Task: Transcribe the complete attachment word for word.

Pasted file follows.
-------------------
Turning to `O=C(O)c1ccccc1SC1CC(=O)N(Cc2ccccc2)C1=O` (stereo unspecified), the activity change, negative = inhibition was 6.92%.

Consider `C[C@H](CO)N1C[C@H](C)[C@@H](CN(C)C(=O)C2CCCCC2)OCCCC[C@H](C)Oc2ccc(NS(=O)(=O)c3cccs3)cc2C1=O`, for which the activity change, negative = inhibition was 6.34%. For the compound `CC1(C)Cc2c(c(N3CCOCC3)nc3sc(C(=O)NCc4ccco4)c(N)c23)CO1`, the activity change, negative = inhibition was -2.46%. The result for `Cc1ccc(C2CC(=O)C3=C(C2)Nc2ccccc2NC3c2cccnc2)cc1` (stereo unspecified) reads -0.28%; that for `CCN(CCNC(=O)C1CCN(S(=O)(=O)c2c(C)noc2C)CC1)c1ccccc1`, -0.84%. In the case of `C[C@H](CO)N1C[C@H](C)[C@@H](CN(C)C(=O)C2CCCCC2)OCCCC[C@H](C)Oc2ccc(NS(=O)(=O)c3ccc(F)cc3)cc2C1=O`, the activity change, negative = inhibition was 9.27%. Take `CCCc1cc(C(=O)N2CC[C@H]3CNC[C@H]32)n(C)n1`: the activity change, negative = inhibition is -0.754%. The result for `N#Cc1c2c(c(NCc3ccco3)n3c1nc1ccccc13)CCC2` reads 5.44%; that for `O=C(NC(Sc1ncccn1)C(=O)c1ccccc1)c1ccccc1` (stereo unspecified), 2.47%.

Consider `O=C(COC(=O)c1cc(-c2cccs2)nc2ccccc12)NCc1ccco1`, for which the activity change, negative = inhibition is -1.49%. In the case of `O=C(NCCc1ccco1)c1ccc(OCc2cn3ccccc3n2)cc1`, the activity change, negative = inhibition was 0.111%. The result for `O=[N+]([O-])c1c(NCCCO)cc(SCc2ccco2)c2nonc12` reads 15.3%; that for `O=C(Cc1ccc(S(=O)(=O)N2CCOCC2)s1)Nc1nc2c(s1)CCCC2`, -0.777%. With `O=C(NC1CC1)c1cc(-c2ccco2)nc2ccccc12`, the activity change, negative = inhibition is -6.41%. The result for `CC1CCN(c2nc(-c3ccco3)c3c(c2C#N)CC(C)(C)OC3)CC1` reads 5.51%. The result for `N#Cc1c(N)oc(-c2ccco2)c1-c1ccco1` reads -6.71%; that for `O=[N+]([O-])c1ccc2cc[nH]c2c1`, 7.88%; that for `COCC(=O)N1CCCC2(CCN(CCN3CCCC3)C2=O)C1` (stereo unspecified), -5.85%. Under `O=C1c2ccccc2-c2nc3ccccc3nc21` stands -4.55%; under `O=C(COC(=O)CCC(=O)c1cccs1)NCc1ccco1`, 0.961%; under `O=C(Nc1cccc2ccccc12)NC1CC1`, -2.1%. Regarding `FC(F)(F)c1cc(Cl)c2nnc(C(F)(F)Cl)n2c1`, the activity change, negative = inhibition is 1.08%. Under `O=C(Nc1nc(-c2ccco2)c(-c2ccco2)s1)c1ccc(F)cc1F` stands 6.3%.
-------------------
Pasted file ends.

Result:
Turning to `O=C(O)c1ccccc1SC1CC(=O)N(Cc2ccccc2)C1=O` (stereo unspecified), the activity change, negative = inhibition was 6.92%.

Consider `C[C@H](CO)N1C[C@H](C)[C@@H](CN(C)C(=O)C2CCCCC2)OCCCC[C@H](C)Oc2ccc(NS(=O)(=O)c3cccs3)cc2C1=O`, for which the activity change, negative = inhibition was 6.34%. For the compound `CC1(C)Cc2c(c(N3CCOCC3)nc3sc(C(=O)NCc4ccco4)c(N)c23)CO1`, the activity change, negative = inhibition was -2.46%. The result for `Cc1ccc(C2CC(=O)C3=C(C2)Nc2ccccc2NC3c2cccnc2)cc1` (stereo unspecified) reads -0.28%; that for `CCN(CCNC(=O)C1CCN(S(=O)(=O)c2c(C)noc2C)CC1)c1ccccc1`, -0.84%. In the case of `C[C@H](CO)N1C[C@H](C)[C@@H](CN(C)C(=O)C2CCCCC2)OCCCC[C@H](C)Oc2ccc(NS(=O)(=O)c3ccc(F)cc3)cc2C1=O`, the activity change, negative = inhibition was 9.27%. Take `CCCc1cc(C(=O)N2CC[C@H]3CNC[C@H]32)n(C)n1`: the activity change, negative = inhibition is -0.754%. The result for `N#Cc1c2c(c(NCc3ccco3)n3c1nc1ccccc13)CCC2` reads 5.44%; that for `O=C(NC(Sc1ncccn1)C(=O)c1ccccc1)c1ccccc1` (stereo unspecified), 2.47%.

Consider `O=C(COC(=O)c1cc(-c2cccs2)nc2ccccc12)NCc1ccco1`, for which the activity change, negative = inhibition is -1.49%. In the case of `O=C(NCCc1ccco1)c1ccc(OCc2cn3ccccc3n2)cc1`, the activity change, negative = inhibition was 0.111%. The result for `O=[N+]([O-])c1c(NCCCO)cc(SCc2ccco2)c2nonc12` reads 15.3%; that for `O=C(Cc1ccc(S(=O)(=O)N2CCOCC2)s1)Nc1nc2c(s1)CCCC2`, -0.777%. With `O=C(NC1CC1)c1cc(-c2ccco2)nc2ccccc12`, the activity change, negative = inhibition is -6.41%. The result for `CC1CCN(c2nc(-c3ccco3)c3c(c2C#N)CC(C)(C)OC3)CC1` reads 5.51%. The result for `N#Cc1c(N)oc(-c2ccco2)c1-c1ccco1` reads -6.71%; that for `O=[N+]([O-])c1ccc2cc[nH]c2c1`, 7.88%; that for `COCC(=O)N1CCCC2(CCN(CCN3CCCC3)C2=O)C1` (stereo unspecified), -5.85%. Under `O=C1c2ccccc2-c2nc3ccccc3nc21` stands -4.55%; under `O=C(COC(=O)CCC(=O)c1cccs1)NCc1ccco1`, 0.961%; under `O=C(Nc1cccc2ccccc12)NC1CC1`, -2.1%. Regarding `FC(F)(F)c1cc(Cl)c2nnc(C(F)(F)Cl)n2c1`, the activity change, negative = inhibition is 1.08%. Under `O=C(Nc1nc(-c2ccco2)c(-c2ccco2)s1)c1ccc(F)cc1F` stands 6.3%.